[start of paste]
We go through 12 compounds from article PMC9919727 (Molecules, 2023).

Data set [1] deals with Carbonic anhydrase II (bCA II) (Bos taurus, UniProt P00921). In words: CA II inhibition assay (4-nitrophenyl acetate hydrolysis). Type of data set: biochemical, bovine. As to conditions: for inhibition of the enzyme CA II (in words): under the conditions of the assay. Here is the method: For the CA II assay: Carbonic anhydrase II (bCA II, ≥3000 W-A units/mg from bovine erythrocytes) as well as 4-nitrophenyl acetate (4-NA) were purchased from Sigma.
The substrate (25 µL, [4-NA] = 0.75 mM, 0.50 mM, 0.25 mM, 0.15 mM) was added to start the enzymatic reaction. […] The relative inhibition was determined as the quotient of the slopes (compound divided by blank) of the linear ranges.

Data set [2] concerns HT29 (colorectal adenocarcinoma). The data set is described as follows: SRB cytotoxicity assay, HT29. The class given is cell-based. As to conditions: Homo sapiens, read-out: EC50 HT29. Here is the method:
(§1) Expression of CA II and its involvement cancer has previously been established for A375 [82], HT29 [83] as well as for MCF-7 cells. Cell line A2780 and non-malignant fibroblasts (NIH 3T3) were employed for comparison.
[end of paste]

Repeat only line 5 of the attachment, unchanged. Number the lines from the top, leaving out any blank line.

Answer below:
(§1) Expression of CA II and its involvement cancer has previously been established for A375 [82], HT29 [83] as well as for MCF-7 cells. Cell line A2780 and non-malignant fibroblasts (NIH 3T3) were employed for comparison.